• Wild poliovirus (WPV) comprises 3 serotypes (1, 2, 3) which may infect and destroy spinal cord lower motor neurons. PV is shed via salivary droplets and feces and it is transmitted person-to person.
  • A case of polio (paralysis) occurs “only” among ~200 (WPV type 1) to ~1000 (type 2 or 3) infections. Thus, one case is the tiny ‘tip of the iceberg' of widespread infection.
  • Infection induces long-lasting type-specific immunity, protecting from risk of disease when re-infected, but not from re-infection per se.
  • In low-income countries, polio occurs early in life and immunity plateaus at age 5 years with almost 100%; in richer countries the age of polio is shifted towards older ages since the 1940s.
  • While the majority of WPV-infected persons remain asymptomatic a small proportion has short fever with upper respiratory or gastrointestinal symptoms.
  • In a few subjects, this first phase may be followed by an acute onset of paralysis of skeletal muscles, due to loss of lower motor neurons from PV infection (=poliomyelitis) with a case-fatality rate of 5% - 20%; bulbar involvement increases risk of death, cortical functions (other than emotional) are unaffected.
  • Recurrence of pain and worsening of residual motor power may occur 3-4 decades later ("post-polio syndrome").
  • With no specific treatment available, prevention with one of 2 basic vaccine types (live = oral polio vaccines (OPV); and inactivated (IPV) whole cell vaccine) is of highest importance.
  • With IPV, 3 primary doses and one booster protect nearly 100%, whereas 2 priming and 1 booster doses are sufficient to protect >95% of subjects, provided the first dose is given at or after 8 weeks of age.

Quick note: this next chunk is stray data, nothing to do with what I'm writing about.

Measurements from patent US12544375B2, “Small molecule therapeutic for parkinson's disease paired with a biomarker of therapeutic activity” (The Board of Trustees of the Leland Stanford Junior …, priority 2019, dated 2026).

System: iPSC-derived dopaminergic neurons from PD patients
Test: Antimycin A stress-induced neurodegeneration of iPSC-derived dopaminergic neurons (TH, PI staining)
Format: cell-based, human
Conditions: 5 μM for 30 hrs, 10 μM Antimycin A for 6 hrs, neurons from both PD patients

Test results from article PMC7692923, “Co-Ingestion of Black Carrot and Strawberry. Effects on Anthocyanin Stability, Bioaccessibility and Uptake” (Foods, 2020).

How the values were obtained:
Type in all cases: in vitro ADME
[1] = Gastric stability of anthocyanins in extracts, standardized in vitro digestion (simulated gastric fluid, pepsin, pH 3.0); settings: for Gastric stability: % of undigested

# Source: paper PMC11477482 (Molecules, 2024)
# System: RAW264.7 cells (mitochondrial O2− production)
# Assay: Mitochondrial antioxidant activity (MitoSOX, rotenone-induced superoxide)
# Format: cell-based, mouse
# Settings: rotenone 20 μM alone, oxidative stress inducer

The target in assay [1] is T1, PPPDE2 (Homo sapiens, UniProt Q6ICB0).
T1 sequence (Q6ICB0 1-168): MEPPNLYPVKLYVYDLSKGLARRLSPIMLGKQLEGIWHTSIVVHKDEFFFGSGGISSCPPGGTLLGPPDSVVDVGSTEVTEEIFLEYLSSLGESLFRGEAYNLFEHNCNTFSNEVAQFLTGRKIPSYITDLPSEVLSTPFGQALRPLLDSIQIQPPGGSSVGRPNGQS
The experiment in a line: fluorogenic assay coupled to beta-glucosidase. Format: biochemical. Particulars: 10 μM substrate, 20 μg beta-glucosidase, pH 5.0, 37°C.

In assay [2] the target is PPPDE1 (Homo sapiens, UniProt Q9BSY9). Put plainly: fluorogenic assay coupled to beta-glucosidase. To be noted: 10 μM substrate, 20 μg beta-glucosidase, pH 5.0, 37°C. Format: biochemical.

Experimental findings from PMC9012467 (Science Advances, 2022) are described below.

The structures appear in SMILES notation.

• OPV is given orally to induce systemic and gut mucosal immunity, following intestinal infection by vaccination.
  • In the USA and in most temperate regions one dose induces protective immunity in ~75% subjects against the 3 virus types and the immunity gap is closed by 2 additional doses.
  • In tropical/developing countries vaccine efficacy is as low as ~10% for types 1 or 3 and it may take 10-15 doses to induce immunity in >90%.
  • While there is no safety concern with IPV, with OPV attenuating mutations may revert, rarely resulting in ‘vaccine-associated paralytic poliomyelitis' (VAPP), clinically indistinguishable from WPV-caused polio.
  • VPV can spread and cause VAPP in susceptible contacts. In 2010 only 4 countries continue to have indigenous transmission of WPV 1 or 3
  • Transmission of type 2 had been globally interrupted in 1999.
  • Nearly all rich countries have abandoned OPV in favor of IPV in order to avoid VAPP.